Posts Tagged ‘Medical Student’

Ethics: don’t be a shit person

September 20, 2011

One day, I hope to be a clinical educator and lecture medical students in ethics.*

I could save universities time and money with my easy one step process to ethical enlightenment.

Step one: Don’t be a shit person

I would have lecture slides each with various fonts stating “Don’t be a shit person”

(there would, of course, be hyperlinks to direct them to the definition of “shit person” and maybe a demonstrative youtube video)

Students could buy a pocket book from my online store to help them through various difficult situations in hospital.

Each page would say:

“Don’t. Be. A. Shit. Person.”

There would be an Iphone & Ipad app.

I’d also sell those silicone wrist bands with “D.B.A.S.P” on them.

Thus ending the tortuous pain of medical students everywhere who attempting to write 3000 word ethical essays analysing cases that could essentially be summed up into one sentence (see above).

*Not. Really. Unless I get to roll out the above plan. Then it’s on.


On being a patient

September 12, 2011

Accessing health care when being a medical student is a curious thing.

We didn’t have a doctor as kids. My GP dad would occasionally dole out half-hearted advice while he was tiredly doing something else like “Have a glass of water” or “you’ve got blah blah infection – take this (out of date, leftover, with someone else’s name on it) tablet/cream”. I don’t remember taking a lot of paracetamol or nurofen. Or getting a lot of sympathy for anything. As a result when I moved out of home I never went to a doctor for anything much.

Over the last three years medical school induced hypervigilent awareness of my body  has led to many “oh GOD I have cancer IN MY LUNGS/STOMACH/TOE” moments. But despite this hypochondria, or maybe because of it,  I actually managed to delay seeing someone for a condition that I actually had. Oops.


Me: So just here for the pill again thanks.

Dr (making conversation waiting for script to print): soooo how long have you tricycled* this?

Me: Well…I don’t really tricycle…I just keep taking active pills to avoid it  for as long as possible until I get a breakthrough. Previous GP suggested that because my menstrual weeks are total write offs. Sends me batshit** crazy and makes life hell. So avoid. At all costs.

Dr: Hmmn. Do you have any deep dyspareunia, pelvic pain, low back pain, pain on defaecation or midcycle pain?

Me: Uh, yes. Yes. Yes. Yes. And yes. But probably not more than anyone else.

Dr: Even though you’re on the pill?

Me: err…huh?

Dr: Most women don’t experience that. I’m going to refer you to a gynecologist.

Me: Oh-kay.

Dr: Here’s your script. And referral. Go and see him.

Me (thinks): should I have a glass of water?

He gave me the referral last year. I ignored it. For nearly year. Until a weird week on women’s health. I had the usual experience of having my period (cue: hot flushes, chills, dizziness, inability to concentrate, tearfulness, and aforementioned Sx) but with the bizarre complication of simultaneously sitting in on consults listening to female patients describe in detail exactly how I felt. I mentioned this to my hospital partner who looked at me like I was crazy and suggested I go to a gynaecologist. Now.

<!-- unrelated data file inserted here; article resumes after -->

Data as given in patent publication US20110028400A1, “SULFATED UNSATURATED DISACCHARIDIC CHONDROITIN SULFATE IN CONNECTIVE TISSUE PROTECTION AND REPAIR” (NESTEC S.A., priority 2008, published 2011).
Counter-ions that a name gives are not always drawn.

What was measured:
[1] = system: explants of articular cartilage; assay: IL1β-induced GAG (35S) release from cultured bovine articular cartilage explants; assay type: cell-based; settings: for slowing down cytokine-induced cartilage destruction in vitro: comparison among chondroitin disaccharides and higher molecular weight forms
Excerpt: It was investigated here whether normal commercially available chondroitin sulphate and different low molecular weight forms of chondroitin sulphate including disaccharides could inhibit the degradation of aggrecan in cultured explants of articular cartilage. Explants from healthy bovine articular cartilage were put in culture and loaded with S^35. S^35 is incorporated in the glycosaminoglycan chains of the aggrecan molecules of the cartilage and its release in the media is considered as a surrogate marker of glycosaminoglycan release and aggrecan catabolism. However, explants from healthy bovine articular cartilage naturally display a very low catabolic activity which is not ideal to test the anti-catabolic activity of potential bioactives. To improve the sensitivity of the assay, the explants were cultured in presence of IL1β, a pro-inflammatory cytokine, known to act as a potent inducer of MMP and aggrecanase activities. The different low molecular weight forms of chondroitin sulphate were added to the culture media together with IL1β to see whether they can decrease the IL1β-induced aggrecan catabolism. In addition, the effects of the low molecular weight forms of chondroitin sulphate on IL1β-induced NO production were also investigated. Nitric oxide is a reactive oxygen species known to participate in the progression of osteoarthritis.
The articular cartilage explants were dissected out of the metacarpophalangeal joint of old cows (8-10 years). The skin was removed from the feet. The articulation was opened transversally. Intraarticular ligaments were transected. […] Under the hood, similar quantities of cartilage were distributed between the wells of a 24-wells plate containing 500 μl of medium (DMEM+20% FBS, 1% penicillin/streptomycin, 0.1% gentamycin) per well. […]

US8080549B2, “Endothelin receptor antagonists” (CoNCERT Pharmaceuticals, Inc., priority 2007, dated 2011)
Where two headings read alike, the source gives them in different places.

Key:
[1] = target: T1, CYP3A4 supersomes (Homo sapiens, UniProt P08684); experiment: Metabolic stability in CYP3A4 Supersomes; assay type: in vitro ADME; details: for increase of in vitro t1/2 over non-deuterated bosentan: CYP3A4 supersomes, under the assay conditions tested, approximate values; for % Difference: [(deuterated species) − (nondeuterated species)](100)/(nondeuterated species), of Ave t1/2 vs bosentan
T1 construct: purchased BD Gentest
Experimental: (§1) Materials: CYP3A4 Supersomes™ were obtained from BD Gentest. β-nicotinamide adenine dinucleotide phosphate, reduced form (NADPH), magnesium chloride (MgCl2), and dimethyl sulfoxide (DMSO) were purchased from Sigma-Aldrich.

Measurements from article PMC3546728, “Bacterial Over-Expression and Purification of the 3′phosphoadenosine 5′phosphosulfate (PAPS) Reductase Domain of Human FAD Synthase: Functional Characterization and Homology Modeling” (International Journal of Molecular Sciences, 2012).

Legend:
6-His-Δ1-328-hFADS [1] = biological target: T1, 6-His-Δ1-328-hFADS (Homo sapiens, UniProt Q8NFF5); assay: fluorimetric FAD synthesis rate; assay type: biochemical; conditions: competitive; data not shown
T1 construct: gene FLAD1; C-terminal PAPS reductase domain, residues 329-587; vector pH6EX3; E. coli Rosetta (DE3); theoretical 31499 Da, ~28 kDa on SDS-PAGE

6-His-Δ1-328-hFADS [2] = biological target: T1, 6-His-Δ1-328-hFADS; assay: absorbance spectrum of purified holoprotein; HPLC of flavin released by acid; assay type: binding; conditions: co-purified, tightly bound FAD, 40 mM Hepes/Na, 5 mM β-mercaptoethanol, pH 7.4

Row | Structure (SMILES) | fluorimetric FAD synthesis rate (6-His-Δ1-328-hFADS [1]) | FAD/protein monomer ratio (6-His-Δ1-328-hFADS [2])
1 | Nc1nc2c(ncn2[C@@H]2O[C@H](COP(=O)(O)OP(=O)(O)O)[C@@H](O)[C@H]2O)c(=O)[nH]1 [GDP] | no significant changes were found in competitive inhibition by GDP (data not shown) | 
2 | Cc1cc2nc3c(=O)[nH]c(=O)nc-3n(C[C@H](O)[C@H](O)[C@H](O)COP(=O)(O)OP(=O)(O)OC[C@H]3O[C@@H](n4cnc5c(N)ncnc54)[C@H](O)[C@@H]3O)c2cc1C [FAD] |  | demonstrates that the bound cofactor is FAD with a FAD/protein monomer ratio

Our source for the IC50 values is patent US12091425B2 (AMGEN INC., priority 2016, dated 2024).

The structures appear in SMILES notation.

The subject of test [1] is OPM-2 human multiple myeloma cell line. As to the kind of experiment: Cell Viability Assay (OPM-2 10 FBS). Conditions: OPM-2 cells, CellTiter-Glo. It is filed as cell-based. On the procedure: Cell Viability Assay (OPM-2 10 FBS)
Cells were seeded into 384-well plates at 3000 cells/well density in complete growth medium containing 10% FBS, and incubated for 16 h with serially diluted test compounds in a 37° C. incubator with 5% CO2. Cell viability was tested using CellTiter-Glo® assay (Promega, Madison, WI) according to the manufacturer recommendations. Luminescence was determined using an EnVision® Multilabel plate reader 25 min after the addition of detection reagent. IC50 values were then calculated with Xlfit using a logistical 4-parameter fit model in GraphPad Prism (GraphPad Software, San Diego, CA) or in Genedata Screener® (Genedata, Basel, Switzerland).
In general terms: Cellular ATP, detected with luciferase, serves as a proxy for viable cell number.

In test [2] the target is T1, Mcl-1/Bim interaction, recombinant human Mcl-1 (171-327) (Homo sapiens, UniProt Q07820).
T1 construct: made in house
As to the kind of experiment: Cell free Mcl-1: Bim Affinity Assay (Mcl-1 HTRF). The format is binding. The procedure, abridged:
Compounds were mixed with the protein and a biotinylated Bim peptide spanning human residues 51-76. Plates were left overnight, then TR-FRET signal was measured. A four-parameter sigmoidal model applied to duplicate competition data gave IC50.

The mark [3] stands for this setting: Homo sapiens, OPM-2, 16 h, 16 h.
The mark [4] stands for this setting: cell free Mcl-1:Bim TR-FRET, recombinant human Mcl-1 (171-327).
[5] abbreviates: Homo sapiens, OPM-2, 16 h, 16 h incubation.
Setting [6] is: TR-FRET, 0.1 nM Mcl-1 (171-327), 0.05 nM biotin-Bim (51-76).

Then I used the stupid referral. It had gathered dust and I made the appointment exactly 2 days before it would have run out.

The gynaecologist is lovely. Despite looking disconcertingly like George Costanza. We got intimate with the transvaginal ultrasound (not my first time so am a totally natural with the small talk) and he explained my pelvic pathology to me on the screen (because people do that when you’re a medical student…even when sometimes you want to just be a patient). He does lots of infertility cases and other obs/gyne things but his ‘favourite disease’ is endometriosis. Which is awesome because it’s my favourite too I have it.

Sooooo on George Constanza’s advice I booked in for a laparoscopy + diathermy. Feeling very strange about going into surgery having done my surgery term. It’s not just a list of distant unimaginable risks to me when I read the consent form because I know what the procedure looks like. I’ve seen them blow up stomachs with CO2. Seen them put people under. Seen the slack-jawed vulnerable look on unconscious faces.

What the consent form should say is:

Are you cool with getting naked, hopping up on a bed, having us knock you out with gas, shoving a tube down your throat, taping it to your mouth and then taping heaps of sheets to you, shoving some cameras and metal instruments in your gut, blowing your gut up with CO2 so we can see better with our camera, and then using a little burny torch thing to fry off all the pesky ectopic tissue off your bowel, sacral uteroligaments, ovaries and what not?  It’s totally cool though, we do it all the time. We’ll probably be talking about our weekends or what was on TV last night while we do it. We’ll try not to let you die, or cut off your ovaries while we do it. Rarely happens. Yup? Cool.

Sign here.

I kept thinking “oh, but this is where I tell YOU about the risks. I’m supposed to be sitting behind that desk…wha?”

Being a patient is WEIRD.

*taking three consecutive packets of active pills, and skipping the inactive, thus not having a period during that time.